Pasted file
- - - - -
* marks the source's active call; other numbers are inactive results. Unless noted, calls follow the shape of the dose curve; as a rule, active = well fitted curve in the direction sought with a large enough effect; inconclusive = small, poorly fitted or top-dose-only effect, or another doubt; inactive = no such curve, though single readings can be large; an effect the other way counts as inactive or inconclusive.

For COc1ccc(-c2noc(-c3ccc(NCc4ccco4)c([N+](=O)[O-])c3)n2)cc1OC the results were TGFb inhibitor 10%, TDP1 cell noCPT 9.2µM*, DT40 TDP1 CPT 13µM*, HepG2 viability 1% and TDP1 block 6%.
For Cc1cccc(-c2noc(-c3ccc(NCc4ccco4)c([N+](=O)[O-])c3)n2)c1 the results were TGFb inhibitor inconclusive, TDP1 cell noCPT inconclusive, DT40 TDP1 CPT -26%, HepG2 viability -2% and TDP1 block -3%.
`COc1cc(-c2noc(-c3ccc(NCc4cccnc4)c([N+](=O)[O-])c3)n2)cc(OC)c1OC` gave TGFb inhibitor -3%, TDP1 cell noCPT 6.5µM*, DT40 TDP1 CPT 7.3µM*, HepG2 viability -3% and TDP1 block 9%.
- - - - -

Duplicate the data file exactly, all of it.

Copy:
* marks the source's active call; other numbers are inactive results. Unless noted, calls follow the shape of the dose curve; as a rule, active = well fitted curve in the direction sought with a large enough effect; inconclusive = small, poorly fitted or top-dose-only effect, or another doubt; inactive = no such curve, though single readings can be large; an effect the other way counts as inactive or inconclusive.

For COc1ccc(-c2noc(-c3ccc(NCc4ccco4)c([N+](=O)[O-])c3)n2)cc1OC the results were TGFb inhibitor 10%, TDP1 cell noCPT 9.2µM*, DT40 TDP1 CPT 13µM*, HepG2 viability 1% and TDP1 block 6%.
For Cc1cccc(-c2noc(-c3ccc(NCc4ccco4)c([N+](=O)[O-])c3)n2)c1 the results were TGFb inhibitor inconclusive, TDP1 cell noCPT inconclusive, DT40 TDP1 CPT -26%, HepG2 viability -2% and TDP1 block -3%.
`COc1cc(-c2noc(-c3ccc(NCc4cccnc4)c([N+](=O)[O-])c3)n2)cc(OC)c1OC` gave TGFb inhibitor -3%, TDP1 cell noCPT 6.5µM*, DT40 TDP1 CPT 7.3µM*, HepG2 viability -3% and TDP1 block 9%.